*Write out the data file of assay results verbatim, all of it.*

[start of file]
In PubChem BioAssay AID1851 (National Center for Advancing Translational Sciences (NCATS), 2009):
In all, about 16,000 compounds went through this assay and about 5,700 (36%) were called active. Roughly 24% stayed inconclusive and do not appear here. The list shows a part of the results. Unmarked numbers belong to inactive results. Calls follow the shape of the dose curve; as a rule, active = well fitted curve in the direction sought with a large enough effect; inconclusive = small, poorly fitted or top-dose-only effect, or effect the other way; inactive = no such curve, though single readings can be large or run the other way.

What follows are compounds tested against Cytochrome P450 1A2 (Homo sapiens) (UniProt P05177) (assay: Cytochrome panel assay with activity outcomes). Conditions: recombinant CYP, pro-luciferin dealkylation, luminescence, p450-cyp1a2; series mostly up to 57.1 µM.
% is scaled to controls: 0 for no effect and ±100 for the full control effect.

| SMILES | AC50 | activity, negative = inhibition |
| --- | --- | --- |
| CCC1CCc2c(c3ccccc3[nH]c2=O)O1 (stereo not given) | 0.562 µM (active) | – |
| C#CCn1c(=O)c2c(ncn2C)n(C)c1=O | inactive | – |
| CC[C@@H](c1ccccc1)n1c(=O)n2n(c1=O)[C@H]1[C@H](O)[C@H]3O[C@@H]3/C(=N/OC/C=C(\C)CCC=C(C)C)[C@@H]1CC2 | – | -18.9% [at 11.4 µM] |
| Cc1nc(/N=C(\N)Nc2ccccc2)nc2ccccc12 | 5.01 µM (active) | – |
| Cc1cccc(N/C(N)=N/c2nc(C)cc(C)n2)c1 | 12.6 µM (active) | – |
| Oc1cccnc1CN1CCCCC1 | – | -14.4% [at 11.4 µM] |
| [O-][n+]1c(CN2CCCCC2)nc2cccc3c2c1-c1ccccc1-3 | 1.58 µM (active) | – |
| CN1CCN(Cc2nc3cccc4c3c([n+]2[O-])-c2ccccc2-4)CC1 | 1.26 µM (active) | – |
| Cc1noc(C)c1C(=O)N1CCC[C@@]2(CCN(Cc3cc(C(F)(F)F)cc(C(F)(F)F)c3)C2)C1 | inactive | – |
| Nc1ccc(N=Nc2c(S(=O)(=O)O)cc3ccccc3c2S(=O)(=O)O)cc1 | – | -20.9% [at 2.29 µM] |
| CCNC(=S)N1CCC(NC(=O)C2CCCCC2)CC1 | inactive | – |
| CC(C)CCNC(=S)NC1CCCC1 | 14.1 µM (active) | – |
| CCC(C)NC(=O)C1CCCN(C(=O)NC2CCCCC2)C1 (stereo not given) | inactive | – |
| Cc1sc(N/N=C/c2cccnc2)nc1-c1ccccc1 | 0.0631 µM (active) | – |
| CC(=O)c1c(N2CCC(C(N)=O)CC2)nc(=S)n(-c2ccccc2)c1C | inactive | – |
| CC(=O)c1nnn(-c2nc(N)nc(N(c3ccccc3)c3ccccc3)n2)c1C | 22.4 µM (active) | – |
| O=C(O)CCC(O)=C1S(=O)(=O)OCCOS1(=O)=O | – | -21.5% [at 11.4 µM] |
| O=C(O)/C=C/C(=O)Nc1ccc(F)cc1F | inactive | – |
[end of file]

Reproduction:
In PubChem BioAssay AID1851 (National Center for Advancing Translational Sciences (NCATS), 2009):
In all, about 16,000 compounds went through this assay and about 5,700 (36%) were called active. Roughly 24% stayed inconclusive and do not appear here. The list shows a part of the results. Unmarked numbers belong to inactive results. Calls follow the shape of the dose curve; as a rule, active = well fitted curve in the direction sought with a large enough effect; inconclusive = small, poorly fitted or top-dose-only effect, or effect the other way; inactive = no such curve, though single readings can be large or run the other way.

What follows are compounds tested against Cytochrome P450 1A2 (Homo sapiens) (UniProt P05177) (assay: Cytochrome panel assay with activity outcomes). Conditions: recombinant CYP, pro-luciferin dealkylation, luminescence, p450-cyp1a2; series mostly up to 57.1 µM.
% is scaled to controls: 0 for no effect and ±100 for the full control effect.

| SMILES | AC50 | activity, negative = inhibition |
| --- | --- | --- |
| CCC1CCc2c(c3ccccc3[nH]c2=O)O1 (stereo not given) | 0.562 µM (active) | – |
| C#CCn1c(=O)c2c(ncn2C)n(C)c1=O | inactive | – |
| CC[C@@H](c1ccccc1)n1c(=O)n2n(c1=O)[C@H]1[C@H](O)[C@H]3O[C@@H]3/C(=N/OC/C=C(\C)CCC=C(C)C)[C@@H]1CC2 | – | -18.9% [at 11.4 µM] |
| Cc1nc(/N=C(\N)Nc2ccccc2)nc2ccccc12 | 5.01 µM (active) | – |
| Cc1cccc(N/C(N)=N/c2nc(C)cc(C)n2)c1 | 12.6 µM (active) | – |
| Oc1cccnc1CN1CCCCC1 | – | -14.4% [at 11.4 µM] |
| [O-][n+]1c(CN2CCCCC2)nc2cccc3c2c1-c1ccccc1-3 | 1.58 µM (active) | – |
| CN1CCN(Cc2nc3cccc4c3c([n+]2[O-])-c2ccccc2-4)CC1 | 1.26 µM (active) | – |
| Cc1noc(C)c1C(=O)N1CCC[C@@]2(CCN(Cc3cc(C(F)(F)F)cc(C(F)(F)F)c3)C2)C1 | inactive | – |
| Nc1ccc(N=Nc2c(S(=O)(=O)O)cc3ccccc3c2S(=O)(=O)O)cc1 | – | -20.9% [at 2.29 µM] |
| CCNC(=S)N1CCC(NC(=O)C2CCCCC2)CC1 | inactive | – |
| CC(C)CCNC(=S)NC1CCCC1 | 14.1 µM (active) | – |
| CCC(C)NC(=O)C1CCCN(C(=O)NC2CCCCC2)C1 (stereo not given) | inactive | – |
| Cc1sc(N/N=C/c2cccnc2)nc1-c1ccccc1 | 0.0631 µM (active) | – |
| CC(=O)c1c(N2CCC(C(N)=O)CC2)nc(=S)n(-c2ccccc2)c1C | inactive | – |
| CC(=O)c1nnn(-c2nc(N)nc(N(c3ccccc3)c3ccccc3)n2)c1C | 22.4 µM (active) | – |
| O=C(O)CCC(O)=C1S(=O)(=O)OCCOS1(=O)=O | – | -21.5% [at 11.4 µM] |
| O=C(O)/C=C/C(=O)Nc1ccc(F)cc1F | inactive | – |